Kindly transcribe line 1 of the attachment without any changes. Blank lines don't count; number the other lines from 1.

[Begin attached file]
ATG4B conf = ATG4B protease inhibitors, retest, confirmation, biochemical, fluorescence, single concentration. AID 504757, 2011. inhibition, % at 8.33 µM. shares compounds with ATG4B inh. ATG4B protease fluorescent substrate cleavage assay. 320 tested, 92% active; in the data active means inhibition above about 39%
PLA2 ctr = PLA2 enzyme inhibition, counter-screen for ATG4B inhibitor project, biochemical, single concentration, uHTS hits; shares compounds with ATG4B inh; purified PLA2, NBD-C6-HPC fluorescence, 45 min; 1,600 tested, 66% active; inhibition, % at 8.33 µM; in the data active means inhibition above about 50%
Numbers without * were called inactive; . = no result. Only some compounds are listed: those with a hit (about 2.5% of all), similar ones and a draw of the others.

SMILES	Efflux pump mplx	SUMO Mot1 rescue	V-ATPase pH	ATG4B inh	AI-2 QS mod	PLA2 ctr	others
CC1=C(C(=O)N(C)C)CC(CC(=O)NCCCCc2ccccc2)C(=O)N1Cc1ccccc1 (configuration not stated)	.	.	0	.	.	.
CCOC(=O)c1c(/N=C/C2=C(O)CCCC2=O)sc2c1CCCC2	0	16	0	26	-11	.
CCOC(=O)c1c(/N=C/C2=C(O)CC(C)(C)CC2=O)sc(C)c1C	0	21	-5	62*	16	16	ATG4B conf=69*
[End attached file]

ATG4B conf = ATG4B protease inhibitors, retest, confirmation, biochemical, fluorescence, single concentration. AID 504757, 2011. inhibition, % at 8.33 µM. shares compounds with ATG4B inh. ATG4B protease fluorescent substrate cleavage assay. 320 tested, 92% active; in the data active means inhibition above about 39%